‘Just’ Not Enough

Viewers of Prof. Sandel’s new TV series don’t get the real Harvard experience, but do we?

This Thursday, the third episode of Professor Michael Sandel’s course “Moral Reasoning 22: Justice” will air on Boston’s WGBH. Though Harvard is still a latecomer to the realm of public access education—schools like MIT and Yale have offered podcast courses through Apple’s iTunes U for years—in general, media reactions to Sandel’s television series have been positive. Most laud it for supporting freedom of information and combating the exclusivity of the Ivy League education; some even go so far as to hail such open access as the end of Old Academia.

While the Internet has already made it difficult for subscription services like newspapers to compete, writers argue a similar transformation will occur with the university. Now that Harvard and other top universities are putting their content online, the argument goes, the physical university will become a relic. A high-quality classroom experience is open to anyone with a computer.

The point is fair, but it raises unsettling questions for those of us paying 50 grand a year to be here. Are there any benefits to being at college beyond Sunday morning hangover brunches? In most large lecture classes, one rarely, if ever, gets face-time with a professor. What privileges do Harvard undergraduates have over listeners tuning in to podcasted lectures from 3,000 miles away?

The answer is simple, but often overlooked. What programs like WGBH cannot provide is a factor that Harvard students may well take for granted: that of other Harvard students. One big reason why “Justice” draws upward of 1000 students every semester is its interactive experience—Sandel poses ethical quandaries to his lecture audience, they respond to him and to each other, and this back-and-forth lends a crackling excitement to the proceedings. Viewers at home sitting in front of screen can’t engage in this themselves: They can only watch as some undergrad in the third row defends his decision to push or not push a man off a bridge. Only students actually in class can go beyond merely passive experience to get actively involved in learning.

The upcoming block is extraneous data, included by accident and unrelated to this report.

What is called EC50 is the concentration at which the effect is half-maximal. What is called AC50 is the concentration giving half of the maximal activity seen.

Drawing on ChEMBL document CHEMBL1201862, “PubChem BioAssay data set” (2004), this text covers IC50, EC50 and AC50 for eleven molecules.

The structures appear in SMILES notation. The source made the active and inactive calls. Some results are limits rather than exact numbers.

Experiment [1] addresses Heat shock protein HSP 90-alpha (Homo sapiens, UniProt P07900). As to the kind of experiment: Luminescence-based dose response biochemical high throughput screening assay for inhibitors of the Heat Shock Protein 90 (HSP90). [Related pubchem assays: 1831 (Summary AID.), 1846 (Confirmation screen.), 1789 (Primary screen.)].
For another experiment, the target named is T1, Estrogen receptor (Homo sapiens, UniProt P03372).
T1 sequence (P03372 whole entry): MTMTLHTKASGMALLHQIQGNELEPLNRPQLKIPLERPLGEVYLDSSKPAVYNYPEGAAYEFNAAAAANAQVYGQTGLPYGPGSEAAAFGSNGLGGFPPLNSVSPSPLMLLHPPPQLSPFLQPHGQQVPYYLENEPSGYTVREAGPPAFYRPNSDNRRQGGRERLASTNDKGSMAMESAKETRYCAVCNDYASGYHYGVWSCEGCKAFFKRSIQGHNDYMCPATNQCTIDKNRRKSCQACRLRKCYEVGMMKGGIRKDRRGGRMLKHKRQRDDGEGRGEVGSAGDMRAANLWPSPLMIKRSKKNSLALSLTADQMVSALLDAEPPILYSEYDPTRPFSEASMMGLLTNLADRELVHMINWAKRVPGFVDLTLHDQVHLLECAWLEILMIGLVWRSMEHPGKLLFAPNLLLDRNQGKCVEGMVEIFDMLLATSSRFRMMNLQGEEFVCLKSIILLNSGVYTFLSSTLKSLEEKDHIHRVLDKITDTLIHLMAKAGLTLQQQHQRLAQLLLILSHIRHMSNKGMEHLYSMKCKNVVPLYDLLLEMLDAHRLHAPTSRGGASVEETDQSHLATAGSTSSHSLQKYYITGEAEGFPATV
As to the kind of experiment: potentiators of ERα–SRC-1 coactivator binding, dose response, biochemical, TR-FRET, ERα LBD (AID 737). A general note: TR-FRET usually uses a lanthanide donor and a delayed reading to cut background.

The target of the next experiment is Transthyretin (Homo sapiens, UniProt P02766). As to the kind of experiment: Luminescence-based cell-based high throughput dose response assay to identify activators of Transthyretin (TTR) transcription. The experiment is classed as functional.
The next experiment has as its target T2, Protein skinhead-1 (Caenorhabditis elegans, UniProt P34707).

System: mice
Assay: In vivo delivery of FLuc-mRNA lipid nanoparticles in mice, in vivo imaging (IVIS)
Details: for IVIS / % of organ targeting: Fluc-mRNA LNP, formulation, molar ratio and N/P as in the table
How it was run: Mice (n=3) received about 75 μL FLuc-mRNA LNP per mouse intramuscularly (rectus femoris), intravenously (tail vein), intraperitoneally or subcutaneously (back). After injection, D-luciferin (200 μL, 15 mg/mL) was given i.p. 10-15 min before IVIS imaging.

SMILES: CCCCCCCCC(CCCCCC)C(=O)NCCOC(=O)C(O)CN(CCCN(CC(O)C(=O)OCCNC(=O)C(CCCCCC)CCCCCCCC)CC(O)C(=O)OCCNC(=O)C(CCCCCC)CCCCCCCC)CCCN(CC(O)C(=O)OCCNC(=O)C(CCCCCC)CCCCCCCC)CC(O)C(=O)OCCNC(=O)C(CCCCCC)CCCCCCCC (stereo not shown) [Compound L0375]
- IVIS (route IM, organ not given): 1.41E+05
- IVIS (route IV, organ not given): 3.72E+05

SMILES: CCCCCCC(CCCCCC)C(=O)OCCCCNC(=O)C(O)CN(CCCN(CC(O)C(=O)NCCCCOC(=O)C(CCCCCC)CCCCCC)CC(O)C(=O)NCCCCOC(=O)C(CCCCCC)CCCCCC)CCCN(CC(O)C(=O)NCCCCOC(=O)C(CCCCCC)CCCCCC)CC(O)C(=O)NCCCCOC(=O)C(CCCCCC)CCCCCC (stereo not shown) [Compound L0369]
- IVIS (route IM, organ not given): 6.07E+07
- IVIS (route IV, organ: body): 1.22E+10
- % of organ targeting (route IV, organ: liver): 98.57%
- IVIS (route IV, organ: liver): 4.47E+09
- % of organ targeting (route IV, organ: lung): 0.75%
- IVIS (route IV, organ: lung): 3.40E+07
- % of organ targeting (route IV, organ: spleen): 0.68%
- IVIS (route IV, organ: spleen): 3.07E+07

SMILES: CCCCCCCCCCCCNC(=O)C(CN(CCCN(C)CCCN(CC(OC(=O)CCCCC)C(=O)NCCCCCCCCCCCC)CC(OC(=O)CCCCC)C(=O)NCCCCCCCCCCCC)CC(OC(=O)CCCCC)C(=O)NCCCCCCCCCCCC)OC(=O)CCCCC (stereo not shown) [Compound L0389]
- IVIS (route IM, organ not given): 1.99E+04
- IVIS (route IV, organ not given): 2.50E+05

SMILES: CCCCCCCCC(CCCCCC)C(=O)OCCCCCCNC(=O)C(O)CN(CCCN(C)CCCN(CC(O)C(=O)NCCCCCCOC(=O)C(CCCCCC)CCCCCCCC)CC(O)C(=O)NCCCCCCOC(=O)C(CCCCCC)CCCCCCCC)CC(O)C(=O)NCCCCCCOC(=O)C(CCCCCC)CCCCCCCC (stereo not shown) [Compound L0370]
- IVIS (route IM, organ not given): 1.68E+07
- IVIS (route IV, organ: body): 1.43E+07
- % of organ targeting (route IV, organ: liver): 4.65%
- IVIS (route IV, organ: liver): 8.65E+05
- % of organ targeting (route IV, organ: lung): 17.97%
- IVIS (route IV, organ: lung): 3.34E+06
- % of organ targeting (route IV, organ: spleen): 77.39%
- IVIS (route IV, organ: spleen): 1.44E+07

The value of peers in learning is nothing new. Though the advent of printing permitted communication among networks of philosophes and thinkers during the Enlightenment, it was nonetheless through debate in academies and salons that intellectual discourse advanced. Similarly, though we can get much out of reading on our own or watching lecture videos online during reading period, it is in conversation with peers that our views solidify and gain clarity.


Keeping this in mind makes every second spent on Facebook, Gmail, or in section even more regrettable. It’s not just our own learning experience we’re hurting by not paying attention; when we skip readings, give rehearsed answers for participation points, or tune out our TFs entirely, we’re cutting down on other people’s opportunities for discussion as well.

Nor are professors entirely blameless. With more courses videotaped and slides posted online, lectures tend to see declining attendance as the semester progresses. Lecturers bear a responsibility to their students to create an experience for students beyond just what can be videotaped and recycled year-to-year. That means getting the audience involved in some way—whether it be through interactive demonstrations, projects, or in-class discussions like Sandel’s.

None of this is to say that we should stop videotaping. More courses will and should follow “Justice” in being adapted to television or podcast; disseminating knowledge into the public sphere is part of Harvard’s academic responsibility to share information. But such measures should be taken with the understanding that Internet videos or podcasts will never result in the same level of critical thinking as face-to-face discussion and debate. The value of the Harvard experience transcends lectures that can be videotaped and study guides that can be posted online; it is rooted in the dialogues that transpire in sections and study groups. In the end, these are the factors that must take precedence if we are to justify actually being here.

Ashin D. Shah ’12, a Crimson photographer, is an applied mathematics and economics concentrator in Pforzheimer House.


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